The rest of the information that I needed I obtained from a waitress, who stood behind the counter most of the time, as do the rest of the staff.  The tables are not cleared quickly, to allow the restricted seating to be made available to the stream of new arrivals.   Crockery is ordinary and white, and cutlery pedestrian.  Serviettes are tiny brown ones, but have a commendable recycled stamp on them.  The staff that made my cappuccino (coffee beans are from Deluxe) (R16) and Caprese salad (R48) seemed relatively more organised, but a shift change took place, and new staff stood behind the counter, with no carry over to existing clients – there was no record of what I had ordered, when I asked for the bill.  The waiter that brought it to me had a top on that was torn and it was held together with a big safety pin.   He was decidedly unfriendly, somewhat similar to his boss!

The menu is divided into three sections, and is only visible on boards above and alongside the counter.  No paper version is available.  The sign at the counter says that one must place one’s order at the counter and pay when ordering, but I was not given a bill, until I asked for it on my departure.  The “Morning Food” is available all day, and includes granola and yoghurt (R32), boiled eggs and toast (R26) or served with anchovy mayonnaise on toast (R36), goat’s milk cheese on rye toast (R36), croissants cost R16, and sticky pastries R18, a rather unusual breakfast choice.  Don’t expect a cooked breakfast – the food preparation area is directly behind the counter, and there is no space to cook anything.  From midday one can order sandwiches: gammon, chicken or sirloin (R36 – R42), Danish hot dogs (R30), “Saucissonn” (sausage) and bread (R28), chicken salad (R36), and sirloin salad (R38), a very small selection of easy-to-prepare dishes.   I had a wonderful Caprese salad, and it took me straight to Italy, served with a ball of mozzarella, quarters of tomato, sprigs of fresh basil, and drizzled with olive oil, which came with a large thin slice of rye toast (but which I had to ask for twice).   “Night Food” is a simple choice of Hot Dogs (R30) and sandwiches, as per the lunch menu.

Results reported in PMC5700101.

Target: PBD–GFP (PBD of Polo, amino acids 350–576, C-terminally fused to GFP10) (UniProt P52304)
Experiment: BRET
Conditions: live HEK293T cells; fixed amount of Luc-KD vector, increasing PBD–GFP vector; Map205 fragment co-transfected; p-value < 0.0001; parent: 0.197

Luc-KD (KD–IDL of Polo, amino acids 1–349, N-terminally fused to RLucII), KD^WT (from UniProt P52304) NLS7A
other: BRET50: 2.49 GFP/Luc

One helps oneself to cold water in two jugs on a table, with attractive slices of orange. The wine prices are listed on a separate board, but the beer prices are not listed at all.  The waitress seemed uncertain about these, but gave them to me as R28 for a large Darling Brew, and R19 for a small one, Black Jack costs R19, Heineken and Windhoek R16.  De Morgenzon, Hermit on the HIll, Lammershoek, “Ernst & Gouws” and Black Pearl wines are sold, and range in price from R30/R110 – R46/R180.

What I did love, and what brought back memories of The Grand in Plett, was the music, more jazz initially, but becoming quite heavy rock.   Whiteman was the compiler of the iPod which The Grand played, and it was what made the restaurant such an amazing success, creating a tremendous atmosphere, and changing in its type and tempo throughout the day.   

Having had a far better and friendlier reception at Caffe Milano earlier that day, I don’t think I’ll be back to The Power & The Glory in a great hurry, given that one will be likely to wait for a table, and has to tolerate variable service levels, even though the salad I had was excellent and I enjoyed some of the music.   This is a ‘man’s man’s’ place, and too laid back and unfriendly for my liking.  

The Power & The Glory, corner Kloof Nek and Burnside Roads.  Tel (021) 422-2108.   No website. Monday – Saturday 8h00 – 22h00 for meals, and Bar 17h00 – “late”.  A sign on the door says “Ons praat Afrikaans”.

Chris von Ulmenstein, Whale Cottage Portfolio: www.whalecottage.com  Twitter: @WhaleCottage